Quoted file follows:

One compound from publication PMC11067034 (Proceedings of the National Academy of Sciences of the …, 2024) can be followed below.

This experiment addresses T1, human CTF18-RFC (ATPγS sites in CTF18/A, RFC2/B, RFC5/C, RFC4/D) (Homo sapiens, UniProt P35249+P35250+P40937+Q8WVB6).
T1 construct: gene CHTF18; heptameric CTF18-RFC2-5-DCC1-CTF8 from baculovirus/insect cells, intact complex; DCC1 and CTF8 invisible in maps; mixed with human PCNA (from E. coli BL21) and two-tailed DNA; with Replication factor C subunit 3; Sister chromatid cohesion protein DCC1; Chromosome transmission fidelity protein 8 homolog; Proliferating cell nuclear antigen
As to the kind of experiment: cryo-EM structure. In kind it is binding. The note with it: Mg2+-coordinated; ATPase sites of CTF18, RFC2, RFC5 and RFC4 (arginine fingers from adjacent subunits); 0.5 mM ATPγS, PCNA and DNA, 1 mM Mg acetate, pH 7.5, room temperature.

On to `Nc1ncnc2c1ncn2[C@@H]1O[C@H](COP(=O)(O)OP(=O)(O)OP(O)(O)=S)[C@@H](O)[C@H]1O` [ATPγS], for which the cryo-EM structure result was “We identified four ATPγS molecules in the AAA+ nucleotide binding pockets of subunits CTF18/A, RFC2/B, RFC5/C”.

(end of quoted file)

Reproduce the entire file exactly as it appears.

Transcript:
One compound from publication PMC11067034 (Proceedings of the National Academy of Sciences of the …, 2024) can be followed below.

This experiment addresses T1, human CTF18-RFC (ATPγS sites in CTF18/A, RFC2/B, RFC5/C, RFC4/D) (Homo sapiens, UniProt P35249+P35250+P40937+Q8WVB6).
T1 construct: gene CHTF18; heptameric CTF18-RFC2-5-DCC1-CTF8 from baculovirus/insect cells, intact complex; DCC1 and CTF8 invisible in maps; mixed with human PCNA (from E. coli BL21) and two-tailed DNA; with Replication factor C subunit 3; Sister chromatid cohesion protein DCC1; Chromosome transmission fidelity protein 8 homolog; Proliferating cell nuclear antigen
As to the kind of experiment: cryo-EM structure. In kind it is binding. The note with it: Mg2+-coordinated; ATPase sites of CTF18, RFC2, RFC5 and RFC4 (arginine fingers from adjacent subunits); 0.5 mM ATPγS, PCNA and DNA, 1 mM Mg acetate, pH 7.5, room temperature.

On to `Nc1ncnc2c1ncn2[C@@H]1O[C@H](COP(=O)(O)OP(=O)(O)OP(O)(O)=S)[C@@H](O)[C@H]1O` [ATPγS], for which the cryo-EM structure result was “We identified four ATPγS molecules in the AAA+ nucleotide binding pockets of subunits CTF18/A, RFC2/B, RFC5/C”.